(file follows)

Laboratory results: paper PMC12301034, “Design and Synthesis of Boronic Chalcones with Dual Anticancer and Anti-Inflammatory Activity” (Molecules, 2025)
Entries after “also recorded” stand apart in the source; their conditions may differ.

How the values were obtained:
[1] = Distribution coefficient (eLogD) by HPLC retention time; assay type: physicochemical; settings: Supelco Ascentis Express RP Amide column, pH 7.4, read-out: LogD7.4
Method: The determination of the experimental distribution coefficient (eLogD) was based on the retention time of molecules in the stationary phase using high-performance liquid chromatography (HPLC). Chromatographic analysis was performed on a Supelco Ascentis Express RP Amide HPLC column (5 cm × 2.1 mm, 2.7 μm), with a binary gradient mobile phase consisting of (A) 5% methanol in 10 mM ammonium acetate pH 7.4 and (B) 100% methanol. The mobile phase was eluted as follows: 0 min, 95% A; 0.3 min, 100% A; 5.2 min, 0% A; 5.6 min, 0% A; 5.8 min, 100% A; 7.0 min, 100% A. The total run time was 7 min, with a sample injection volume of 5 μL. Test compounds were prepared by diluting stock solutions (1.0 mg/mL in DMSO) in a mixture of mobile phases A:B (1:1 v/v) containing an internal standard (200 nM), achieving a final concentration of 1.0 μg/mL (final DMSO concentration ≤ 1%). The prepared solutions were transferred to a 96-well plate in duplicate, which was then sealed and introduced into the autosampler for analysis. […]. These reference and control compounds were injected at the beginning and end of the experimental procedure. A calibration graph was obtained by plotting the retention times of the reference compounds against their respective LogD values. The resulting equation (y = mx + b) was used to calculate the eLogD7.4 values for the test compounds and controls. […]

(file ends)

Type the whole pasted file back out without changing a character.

Laboratory results: paper PMC12301034, “Design and Synthesis of Boronic Chalcones with Dual Anticancer and Anti-Inflammatory Activity” (Molecules, 2025)
Entries after “also recorded” stand apart in the source; their conditions may differ.

How the values were obtained:
[1] = Distribution coefficient (eLogD) by HPLC retention time; assay type: physicochemical; settings: Supelco Ascentis Express RP Amide column, pH 7.4, read-out: LogD7.4
Method: The determination of the experimental distribution coefficient (eLogD) was based on the retention time of molecules in the stationary phase using high-performance liquid chromatography (HPLC). Chromatographic analysis was performed on a Supelco Ascentis Express RP Amide HPLC column (5 cm × 2.1 mm, 2.7 μm), with a binary gradient mobile phase consisting of (A) 5% methanol in 10 mM ammonium acetate pH 7.4 and (B) 100% methanol. The mobile phase was eluted as follows: 0 min, 95% A; 0.3 min, 100% A; 5.2 min, 0% A; 5.6 min, 0% A; 5.8 min, 100% A; 7.0 min, 100% A. The total run time was 7 min, with a sample injection volume of 5 μL. Test compounds were prepared by diluting stock solutions (1.0 mg/mL in DMSO) in a mixture of mobile phases A:B (1:1 v/v) containing an internal standard (200 nM), achieving a final concentration of 1.0 μg/mL (final DMSO concentration ≤ 1%). The prepared solutions were transferred to a 96-well plate in duplicate, which was then sealed and introduced into the autosampler for analysis. […]. These reference and control compounds were injected at the beginning and end of the experimental procedure. A calibration graph was obtained by plotting the retention times of the reference compounds against their respective LogD values. The resulting equation (y = mx + b) was used to calculate the eLogD7.4 values for the test compounds and controls. […]